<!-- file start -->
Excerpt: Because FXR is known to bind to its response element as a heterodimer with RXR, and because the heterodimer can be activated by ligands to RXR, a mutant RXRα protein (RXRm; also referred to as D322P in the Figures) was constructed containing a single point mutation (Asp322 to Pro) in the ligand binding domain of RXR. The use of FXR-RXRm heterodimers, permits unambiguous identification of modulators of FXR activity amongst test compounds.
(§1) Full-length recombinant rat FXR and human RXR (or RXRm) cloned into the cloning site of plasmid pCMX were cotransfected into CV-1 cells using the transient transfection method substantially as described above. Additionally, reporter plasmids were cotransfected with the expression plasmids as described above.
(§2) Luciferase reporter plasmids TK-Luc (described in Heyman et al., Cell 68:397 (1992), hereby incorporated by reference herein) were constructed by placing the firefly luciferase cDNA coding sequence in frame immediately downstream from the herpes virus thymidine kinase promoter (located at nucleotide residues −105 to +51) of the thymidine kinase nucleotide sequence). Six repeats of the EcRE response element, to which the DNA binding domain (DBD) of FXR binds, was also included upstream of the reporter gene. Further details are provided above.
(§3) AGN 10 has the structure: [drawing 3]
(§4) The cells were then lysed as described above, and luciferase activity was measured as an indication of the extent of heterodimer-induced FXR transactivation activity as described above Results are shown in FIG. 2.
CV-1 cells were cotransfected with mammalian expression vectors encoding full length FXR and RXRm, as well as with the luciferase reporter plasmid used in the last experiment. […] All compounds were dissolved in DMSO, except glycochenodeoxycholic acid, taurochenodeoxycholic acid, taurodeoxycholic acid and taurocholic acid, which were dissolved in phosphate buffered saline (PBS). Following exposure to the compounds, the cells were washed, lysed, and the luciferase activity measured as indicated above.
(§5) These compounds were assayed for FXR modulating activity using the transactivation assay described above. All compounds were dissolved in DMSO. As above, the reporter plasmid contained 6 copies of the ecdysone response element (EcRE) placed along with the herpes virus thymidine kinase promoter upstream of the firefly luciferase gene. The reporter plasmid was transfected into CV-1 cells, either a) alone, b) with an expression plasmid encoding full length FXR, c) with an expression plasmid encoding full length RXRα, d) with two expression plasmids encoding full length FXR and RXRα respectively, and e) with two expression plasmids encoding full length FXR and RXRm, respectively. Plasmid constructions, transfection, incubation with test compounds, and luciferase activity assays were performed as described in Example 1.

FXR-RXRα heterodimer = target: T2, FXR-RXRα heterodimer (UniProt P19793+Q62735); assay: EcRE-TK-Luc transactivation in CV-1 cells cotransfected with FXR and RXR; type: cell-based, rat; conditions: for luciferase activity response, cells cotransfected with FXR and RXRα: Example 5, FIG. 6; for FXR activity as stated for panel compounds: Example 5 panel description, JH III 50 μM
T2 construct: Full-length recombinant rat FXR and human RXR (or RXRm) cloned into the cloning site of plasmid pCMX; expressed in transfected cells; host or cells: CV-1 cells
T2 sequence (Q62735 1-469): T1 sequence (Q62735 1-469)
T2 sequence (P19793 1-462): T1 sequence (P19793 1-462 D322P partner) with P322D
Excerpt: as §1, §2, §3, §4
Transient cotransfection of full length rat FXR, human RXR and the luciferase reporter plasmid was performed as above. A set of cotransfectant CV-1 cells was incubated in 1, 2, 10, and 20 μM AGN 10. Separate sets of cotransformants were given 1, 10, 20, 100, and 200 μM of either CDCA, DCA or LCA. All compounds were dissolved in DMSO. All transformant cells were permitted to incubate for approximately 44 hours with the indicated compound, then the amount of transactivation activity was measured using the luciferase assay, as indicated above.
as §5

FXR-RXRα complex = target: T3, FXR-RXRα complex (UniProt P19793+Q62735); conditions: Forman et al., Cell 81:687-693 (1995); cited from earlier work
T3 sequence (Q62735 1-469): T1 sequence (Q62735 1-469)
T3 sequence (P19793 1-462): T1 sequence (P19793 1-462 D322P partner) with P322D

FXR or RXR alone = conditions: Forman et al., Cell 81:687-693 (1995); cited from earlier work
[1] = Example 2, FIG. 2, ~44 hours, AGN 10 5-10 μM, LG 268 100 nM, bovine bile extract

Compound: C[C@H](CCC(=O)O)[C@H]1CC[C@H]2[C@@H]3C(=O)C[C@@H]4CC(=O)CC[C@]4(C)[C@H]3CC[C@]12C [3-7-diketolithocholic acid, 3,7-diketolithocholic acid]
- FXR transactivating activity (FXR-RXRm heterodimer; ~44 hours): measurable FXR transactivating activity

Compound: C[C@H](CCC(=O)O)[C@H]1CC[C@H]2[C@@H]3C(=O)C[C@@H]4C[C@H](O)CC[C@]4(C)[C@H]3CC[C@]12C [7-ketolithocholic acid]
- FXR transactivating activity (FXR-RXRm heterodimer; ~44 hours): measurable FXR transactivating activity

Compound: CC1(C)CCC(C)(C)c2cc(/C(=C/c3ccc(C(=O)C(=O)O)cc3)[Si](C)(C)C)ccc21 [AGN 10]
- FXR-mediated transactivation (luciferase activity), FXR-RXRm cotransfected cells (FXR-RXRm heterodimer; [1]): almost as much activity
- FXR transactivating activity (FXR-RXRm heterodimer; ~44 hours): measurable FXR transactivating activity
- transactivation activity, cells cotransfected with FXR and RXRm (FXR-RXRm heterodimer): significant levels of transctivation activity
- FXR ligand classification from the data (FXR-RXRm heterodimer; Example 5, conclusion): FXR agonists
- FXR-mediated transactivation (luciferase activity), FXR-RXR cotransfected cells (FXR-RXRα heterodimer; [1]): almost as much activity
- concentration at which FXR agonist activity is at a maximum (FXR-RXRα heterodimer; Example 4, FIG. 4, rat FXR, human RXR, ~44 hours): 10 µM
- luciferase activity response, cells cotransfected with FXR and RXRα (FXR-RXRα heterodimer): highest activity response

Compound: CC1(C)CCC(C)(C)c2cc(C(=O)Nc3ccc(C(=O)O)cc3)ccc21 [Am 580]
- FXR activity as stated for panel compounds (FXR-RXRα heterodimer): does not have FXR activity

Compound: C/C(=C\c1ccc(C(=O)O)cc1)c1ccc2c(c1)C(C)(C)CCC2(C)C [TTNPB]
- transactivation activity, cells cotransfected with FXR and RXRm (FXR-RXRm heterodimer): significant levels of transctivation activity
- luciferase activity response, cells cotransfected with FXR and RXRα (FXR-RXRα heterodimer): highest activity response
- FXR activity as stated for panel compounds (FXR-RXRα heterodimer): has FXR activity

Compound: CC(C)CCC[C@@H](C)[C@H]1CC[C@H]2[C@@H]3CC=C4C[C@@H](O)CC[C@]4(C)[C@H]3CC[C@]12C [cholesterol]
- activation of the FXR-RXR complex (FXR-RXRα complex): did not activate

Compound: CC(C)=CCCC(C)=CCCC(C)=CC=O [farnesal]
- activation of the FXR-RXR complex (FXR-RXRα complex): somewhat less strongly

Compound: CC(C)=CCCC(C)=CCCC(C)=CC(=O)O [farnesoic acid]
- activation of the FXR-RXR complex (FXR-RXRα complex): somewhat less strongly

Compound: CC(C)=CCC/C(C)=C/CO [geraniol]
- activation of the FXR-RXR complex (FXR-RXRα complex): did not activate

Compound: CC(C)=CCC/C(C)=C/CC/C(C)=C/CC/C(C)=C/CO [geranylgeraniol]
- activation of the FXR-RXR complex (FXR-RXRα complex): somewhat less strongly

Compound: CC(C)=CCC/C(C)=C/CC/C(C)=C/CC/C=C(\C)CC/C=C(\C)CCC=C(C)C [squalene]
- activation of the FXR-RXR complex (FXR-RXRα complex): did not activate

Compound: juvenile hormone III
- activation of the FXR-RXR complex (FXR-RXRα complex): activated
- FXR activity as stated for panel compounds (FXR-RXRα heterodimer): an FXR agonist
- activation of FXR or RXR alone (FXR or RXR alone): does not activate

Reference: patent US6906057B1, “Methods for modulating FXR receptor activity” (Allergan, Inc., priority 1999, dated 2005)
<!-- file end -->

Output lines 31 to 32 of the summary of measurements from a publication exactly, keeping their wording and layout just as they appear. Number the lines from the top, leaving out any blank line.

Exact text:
- luciferase activity response, cells cotransfected with FXR and RXRα (FXR-RXRα heterodimer): highest activity response

Compound: CC1(C)CCC(C)(C)c2cc(C(=O)Nc3ccc(C(=O)O)cc3)ccc21 [Am 580]